I've seen and heard A LOT of debate on POV responses and POV light and siren authorizations, but no one EVER seems to get to the root of the problem; the guy behind the wheel. I can understand that it might be hard to determine an individual's level of responsibility; however, age, training, and driving history should be a MAJOR deciding factor. I'll even admit the way I drove my POV when I was 24 is vastly different than today. Simply put...I've matured.

    So, instead of claiming POV's Kill or Light and Sirens are bad for POV because people die in accident, let's look at the solution and create better guidelines (or even laws).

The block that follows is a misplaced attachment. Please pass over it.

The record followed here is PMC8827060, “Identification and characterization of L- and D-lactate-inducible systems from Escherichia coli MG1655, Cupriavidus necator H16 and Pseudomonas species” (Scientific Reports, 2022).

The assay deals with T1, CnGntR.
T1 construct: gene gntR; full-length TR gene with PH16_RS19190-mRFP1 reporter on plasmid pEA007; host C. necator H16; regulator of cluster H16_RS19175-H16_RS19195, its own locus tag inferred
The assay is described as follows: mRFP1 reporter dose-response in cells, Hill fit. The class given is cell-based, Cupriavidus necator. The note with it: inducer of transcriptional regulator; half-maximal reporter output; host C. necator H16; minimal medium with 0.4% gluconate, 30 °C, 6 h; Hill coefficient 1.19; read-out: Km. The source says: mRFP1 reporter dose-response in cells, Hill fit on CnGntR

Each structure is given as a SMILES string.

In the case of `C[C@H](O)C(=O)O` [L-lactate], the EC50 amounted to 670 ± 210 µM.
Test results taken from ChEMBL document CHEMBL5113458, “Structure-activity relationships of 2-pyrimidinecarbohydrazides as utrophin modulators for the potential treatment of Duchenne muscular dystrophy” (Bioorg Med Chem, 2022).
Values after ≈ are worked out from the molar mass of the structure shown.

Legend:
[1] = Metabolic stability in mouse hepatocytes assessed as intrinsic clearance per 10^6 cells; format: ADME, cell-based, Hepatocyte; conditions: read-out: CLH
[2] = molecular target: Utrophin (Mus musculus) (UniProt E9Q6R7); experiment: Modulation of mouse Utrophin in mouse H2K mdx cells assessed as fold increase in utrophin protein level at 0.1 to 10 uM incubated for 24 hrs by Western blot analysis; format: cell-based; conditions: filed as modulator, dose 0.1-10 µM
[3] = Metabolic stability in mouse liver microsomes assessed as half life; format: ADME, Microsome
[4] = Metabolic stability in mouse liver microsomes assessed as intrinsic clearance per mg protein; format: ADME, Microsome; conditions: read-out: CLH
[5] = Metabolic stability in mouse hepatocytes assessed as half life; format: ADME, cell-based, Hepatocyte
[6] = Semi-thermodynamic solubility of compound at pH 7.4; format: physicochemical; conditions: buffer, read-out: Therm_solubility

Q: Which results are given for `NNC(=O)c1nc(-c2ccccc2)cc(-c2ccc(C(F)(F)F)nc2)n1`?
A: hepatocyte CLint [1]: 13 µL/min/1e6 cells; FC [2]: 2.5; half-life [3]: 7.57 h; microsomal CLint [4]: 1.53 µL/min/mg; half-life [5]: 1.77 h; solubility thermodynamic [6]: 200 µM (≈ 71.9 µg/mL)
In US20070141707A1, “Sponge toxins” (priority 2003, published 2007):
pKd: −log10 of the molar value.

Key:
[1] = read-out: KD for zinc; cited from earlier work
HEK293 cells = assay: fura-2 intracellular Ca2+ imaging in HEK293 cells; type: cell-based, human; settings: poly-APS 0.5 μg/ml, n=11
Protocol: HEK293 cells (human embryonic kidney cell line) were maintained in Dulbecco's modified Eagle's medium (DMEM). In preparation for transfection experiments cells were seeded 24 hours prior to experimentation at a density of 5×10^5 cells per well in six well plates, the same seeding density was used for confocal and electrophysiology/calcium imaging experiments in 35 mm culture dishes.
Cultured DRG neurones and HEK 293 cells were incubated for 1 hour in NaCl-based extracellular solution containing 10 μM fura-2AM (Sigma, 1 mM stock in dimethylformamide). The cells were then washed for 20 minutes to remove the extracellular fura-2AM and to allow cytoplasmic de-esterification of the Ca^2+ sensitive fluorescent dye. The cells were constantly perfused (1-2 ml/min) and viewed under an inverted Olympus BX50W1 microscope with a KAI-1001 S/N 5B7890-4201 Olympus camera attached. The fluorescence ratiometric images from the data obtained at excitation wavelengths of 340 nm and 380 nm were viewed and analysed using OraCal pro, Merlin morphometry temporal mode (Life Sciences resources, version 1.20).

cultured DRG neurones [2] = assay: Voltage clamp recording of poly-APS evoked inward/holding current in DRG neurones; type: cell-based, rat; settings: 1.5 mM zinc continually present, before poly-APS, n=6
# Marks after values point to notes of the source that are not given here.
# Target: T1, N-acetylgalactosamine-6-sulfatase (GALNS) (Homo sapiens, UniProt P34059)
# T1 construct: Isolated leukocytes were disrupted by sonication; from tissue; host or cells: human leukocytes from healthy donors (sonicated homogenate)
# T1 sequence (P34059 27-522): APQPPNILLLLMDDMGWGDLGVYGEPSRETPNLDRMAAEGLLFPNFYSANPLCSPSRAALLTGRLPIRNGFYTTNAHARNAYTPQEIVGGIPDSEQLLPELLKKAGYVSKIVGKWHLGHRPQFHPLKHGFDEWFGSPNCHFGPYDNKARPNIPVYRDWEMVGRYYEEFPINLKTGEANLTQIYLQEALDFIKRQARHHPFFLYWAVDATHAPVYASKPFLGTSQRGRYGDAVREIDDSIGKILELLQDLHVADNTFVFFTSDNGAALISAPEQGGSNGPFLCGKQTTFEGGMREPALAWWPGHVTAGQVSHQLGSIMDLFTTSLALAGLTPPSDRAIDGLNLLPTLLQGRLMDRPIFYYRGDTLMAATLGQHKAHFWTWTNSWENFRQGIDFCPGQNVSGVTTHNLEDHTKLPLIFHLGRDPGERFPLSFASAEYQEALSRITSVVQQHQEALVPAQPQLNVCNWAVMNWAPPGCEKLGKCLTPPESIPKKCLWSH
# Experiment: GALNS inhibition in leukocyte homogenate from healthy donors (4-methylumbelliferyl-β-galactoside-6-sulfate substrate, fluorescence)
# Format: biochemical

For example Under 25, not state certified, not driver/operator certified, and/or haven't taken an EVOC course...no lights and sirens. When responding to the station or scene without light and siren, obey traffic laws...AND ENFORCE IT at the department level! If that doesn't work, have your local PD write up a warning or even a ticket with appropriate evidence or written statement by a complainant. Do a better job of background checks and DL checks on applicants. If an applicant to your department has a history of speeding, what do you think will happen when he/she is responding for the fire department. Or, to go WAY out on a limb, perhapse ALL members of a department should be required to take an EVOC course within a given time after employment, then make EVOC a part of your deparments regular training cycle so your members are fresh on the topic.

    I'm sure there will be some wildly varying opinions on this (including some that won't like my thoughts) but I'm curious to see what other people in the service think. Don't hesitate to put your rank and years of service on your post either. Me, Senior FF, 8 years.